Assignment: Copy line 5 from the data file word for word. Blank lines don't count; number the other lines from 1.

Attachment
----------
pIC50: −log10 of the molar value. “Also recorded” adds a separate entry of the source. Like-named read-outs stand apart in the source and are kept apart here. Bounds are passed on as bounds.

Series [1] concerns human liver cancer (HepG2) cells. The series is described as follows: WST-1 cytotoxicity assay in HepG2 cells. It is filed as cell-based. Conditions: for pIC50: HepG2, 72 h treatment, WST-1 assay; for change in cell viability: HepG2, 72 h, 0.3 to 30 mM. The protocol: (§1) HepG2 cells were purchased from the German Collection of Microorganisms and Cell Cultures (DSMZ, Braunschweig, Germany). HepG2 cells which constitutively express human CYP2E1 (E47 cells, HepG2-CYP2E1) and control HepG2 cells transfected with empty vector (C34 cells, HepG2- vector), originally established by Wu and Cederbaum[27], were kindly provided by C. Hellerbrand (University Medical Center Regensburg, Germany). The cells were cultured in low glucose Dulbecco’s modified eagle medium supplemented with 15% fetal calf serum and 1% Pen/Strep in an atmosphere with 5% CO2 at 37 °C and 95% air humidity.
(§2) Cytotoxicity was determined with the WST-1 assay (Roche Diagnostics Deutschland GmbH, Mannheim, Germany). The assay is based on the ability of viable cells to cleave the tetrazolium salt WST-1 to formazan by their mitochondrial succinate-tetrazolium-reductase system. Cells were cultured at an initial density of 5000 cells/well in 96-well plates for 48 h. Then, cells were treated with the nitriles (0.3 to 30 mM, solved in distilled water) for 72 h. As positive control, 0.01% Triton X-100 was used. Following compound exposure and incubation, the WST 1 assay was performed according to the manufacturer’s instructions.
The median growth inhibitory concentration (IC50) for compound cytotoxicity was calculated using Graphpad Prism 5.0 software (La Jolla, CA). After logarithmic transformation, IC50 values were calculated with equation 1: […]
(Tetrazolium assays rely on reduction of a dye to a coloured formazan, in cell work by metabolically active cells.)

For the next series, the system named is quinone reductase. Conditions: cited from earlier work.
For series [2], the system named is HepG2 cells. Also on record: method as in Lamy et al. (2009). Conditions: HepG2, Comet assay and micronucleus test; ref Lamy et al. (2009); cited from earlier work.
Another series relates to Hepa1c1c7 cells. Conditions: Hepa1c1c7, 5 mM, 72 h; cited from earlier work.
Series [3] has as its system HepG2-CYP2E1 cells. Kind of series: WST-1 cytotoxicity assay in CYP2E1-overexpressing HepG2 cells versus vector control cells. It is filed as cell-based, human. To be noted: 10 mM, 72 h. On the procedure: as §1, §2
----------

(Tetrazolium assays rely on reduction of a dye to a coloured formazan, in cell work by metabolically active cells.)